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We see this refrain (or its equivalent) in Scripture over 75 times.

We see it personally concerning the loss of loved ones. Whether it was by their choice or someone else’s. Whether it was through death or relational conflict. We see moments where the loss is personal and God’s response is the same... “I will never leave you nor forsake you...” (Deut 31:6,8)

We see it prophetically. It can be a lonely place when God has positioned you to do a work that will prompt others to do good that seeks justice, rescues the oppressed, defends the orphan, & pleads for the widow even when culture, politics, and the favorable responses of people say otherwise. And even when others don’t understand what God is saying or showing, and you feel unheard and misunderstood, God's answer is the same..."I will never leave you nor forsake you..." (Jer 1:8)

We see it professionally. After the new hire honeymoon is over. After the great idea goes south during implementation. After you made an earnest but not repetitive mistake. After the layoff hit your desk or even after you were justifiably terminated. After being looked over for a promotion or receiving a warped evaluation. After getting project orders that you feel ill-equipped to perform. The answer is the same..."I will never leave you nor forsake you..." (1 Chron 28:1-20)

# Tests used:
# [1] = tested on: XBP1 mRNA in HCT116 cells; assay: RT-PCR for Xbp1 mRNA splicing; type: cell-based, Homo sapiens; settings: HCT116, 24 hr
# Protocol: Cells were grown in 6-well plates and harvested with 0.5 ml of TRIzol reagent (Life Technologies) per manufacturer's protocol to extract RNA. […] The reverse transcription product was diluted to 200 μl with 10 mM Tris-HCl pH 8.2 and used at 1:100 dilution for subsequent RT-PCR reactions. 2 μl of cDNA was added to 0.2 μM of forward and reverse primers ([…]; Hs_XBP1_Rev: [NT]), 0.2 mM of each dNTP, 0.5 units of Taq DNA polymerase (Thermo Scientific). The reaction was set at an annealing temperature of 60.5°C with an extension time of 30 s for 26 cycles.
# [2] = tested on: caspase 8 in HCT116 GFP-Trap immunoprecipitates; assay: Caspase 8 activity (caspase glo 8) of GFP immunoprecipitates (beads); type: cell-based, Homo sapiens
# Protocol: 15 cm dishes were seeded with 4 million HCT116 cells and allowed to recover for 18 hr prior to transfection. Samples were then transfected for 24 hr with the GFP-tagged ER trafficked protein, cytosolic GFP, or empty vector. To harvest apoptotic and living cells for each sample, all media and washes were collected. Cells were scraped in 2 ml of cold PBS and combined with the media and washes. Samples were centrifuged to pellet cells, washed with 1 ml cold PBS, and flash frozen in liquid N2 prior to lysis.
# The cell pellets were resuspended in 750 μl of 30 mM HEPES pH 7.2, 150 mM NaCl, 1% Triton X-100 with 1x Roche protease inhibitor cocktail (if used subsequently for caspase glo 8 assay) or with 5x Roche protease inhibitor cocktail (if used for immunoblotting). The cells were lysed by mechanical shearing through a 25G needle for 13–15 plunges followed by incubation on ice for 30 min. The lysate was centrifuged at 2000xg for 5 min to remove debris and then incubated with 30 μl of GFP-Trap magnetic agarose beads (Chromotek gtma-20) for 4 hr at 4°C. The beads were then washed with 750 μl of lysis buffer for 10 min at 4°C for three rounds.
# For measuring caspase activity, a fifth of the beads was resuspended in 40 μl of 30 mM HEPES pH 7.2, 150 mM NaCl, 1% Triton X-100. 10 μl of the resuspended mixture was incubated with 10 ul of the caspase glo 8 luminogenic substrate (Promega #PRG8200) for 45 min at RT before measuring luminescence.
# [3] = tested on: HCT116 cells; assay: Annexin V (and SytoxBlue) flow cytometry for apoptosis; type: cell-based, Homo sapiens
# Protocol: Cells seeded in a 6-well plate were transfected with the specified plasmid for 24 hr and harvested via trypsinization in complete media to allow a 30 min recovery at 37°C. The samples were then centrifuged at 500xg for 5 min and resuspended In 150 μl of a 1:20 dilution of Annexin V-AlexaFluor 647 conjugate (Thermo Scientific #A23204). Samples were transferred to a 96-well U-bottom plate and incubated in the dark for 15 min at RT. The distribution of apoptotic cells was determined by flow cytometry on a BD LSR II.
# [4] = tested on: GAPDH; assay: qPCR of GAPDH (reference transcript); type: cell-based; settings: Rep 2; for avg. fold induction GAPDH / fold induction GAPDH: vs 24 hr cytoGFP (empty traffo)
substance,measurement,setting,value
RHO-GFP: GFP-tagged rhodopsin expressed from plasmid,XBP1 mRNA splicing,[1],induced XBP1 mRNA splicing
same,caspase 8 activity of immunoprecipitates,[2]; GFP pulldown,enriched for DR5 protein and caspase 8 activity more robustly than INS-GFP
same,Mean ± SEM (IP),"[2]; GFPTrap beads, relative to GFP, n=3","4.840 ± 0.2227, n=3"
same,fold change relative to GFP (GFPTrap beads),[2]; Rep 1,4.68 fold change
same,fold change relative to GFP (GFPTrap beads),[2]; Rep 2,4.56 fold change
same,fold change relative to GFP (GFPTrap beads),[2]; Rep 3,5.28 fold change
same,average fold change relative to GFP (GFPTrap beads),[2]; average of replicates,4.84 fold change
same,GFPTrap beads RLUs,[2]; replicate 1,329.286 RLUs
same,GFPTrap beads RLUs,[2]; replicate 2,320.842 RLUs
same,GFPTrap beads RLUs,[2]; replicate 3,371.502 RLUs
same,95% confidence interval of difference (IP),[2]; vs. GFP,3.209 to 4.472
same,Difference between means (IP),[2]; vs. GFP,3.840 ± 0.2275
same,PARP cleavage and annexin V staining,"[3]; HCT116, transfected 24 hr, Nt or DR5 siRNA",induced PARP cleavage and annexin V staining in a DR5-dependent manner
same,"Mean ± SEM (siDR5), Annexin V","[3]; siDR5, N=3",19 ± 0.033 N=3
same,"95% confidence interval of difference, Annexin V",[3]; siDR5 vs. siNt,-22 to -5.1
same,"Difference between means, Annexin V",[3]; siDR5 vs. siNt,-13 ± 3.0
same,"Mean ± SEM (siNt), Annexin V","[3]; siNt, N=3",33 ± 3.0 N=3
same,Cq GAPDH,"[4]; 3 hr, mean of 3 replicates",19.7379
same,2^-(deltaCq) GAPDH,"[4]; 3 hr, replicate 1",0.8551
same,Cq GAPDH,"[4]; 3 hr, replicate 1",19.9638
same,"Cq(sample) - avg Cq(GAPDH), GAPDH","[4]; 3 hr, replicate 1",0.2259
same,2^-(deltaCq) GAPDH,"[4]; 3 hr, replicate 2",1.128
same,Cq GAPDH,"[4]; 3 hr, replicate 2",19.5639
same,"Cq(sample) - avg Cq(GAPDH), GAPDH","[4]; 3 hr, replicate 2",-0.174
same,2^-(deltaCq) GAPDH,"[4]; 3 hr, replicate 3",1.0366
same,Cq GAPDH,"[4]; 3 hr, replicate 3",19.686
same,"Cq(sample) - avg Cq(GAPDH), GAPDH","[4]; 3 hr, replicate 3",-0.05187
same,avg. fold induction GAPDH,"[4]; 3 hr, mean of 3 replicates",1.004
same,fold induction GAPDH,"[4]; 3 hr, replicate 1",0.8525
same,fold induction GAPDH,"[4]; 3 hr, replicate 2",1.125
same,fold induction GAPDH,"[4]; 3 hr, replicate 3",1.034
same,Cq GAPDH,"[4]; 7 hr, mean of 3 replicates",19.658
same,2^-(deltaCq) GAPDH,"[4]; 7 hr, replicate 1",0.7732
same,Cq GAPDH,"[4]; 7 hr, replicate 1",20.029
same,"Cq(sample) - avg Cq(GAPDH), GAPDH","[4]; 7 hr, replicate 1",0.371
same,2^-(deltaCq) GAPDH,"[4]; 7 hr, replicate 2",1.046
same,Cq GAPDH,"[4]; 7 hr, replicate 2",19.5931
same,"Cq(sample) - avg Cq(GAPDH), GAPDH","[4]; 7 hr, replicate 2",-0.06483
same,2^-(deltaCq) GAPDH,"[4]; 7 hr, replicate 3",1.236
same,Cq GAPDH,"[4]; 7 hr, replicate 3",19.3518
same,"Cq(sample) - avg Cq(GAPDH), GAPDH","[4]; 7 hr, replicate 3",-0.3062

We see it concerning provision. When you live generously but the windows of heaven seem shut. When family members take advantage of your heart. When your kids are looking for gifts under the Christmas tree. When you ponder on what life would be like if you were able to meet all your needs and maybe even some wants. God responds during that frustration the same way..."I will never leave you nor forsake you..." (Heb 13:5)

During this season, we are reminded, that no matter what we are going through, we serve Emmanuel. He is God with us. Through personal loss, prophetic loneliness, professional distress, and provisionally lack. He is still Emmanuel. Where do you need Emmanuel to step in today and remind you that He is still present and in control?

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Tonight we were driving down the street and Charity, my middle daughter, was in the midst of telling me a story about something that happened in the Trainer's Room today after track practice when "Jesus We Love You" by Isabel Davis came on. She immediately stopped, said "this is my song," and turned it on full blast. The next song came on and she kept singing. And then the next song continued the pattern.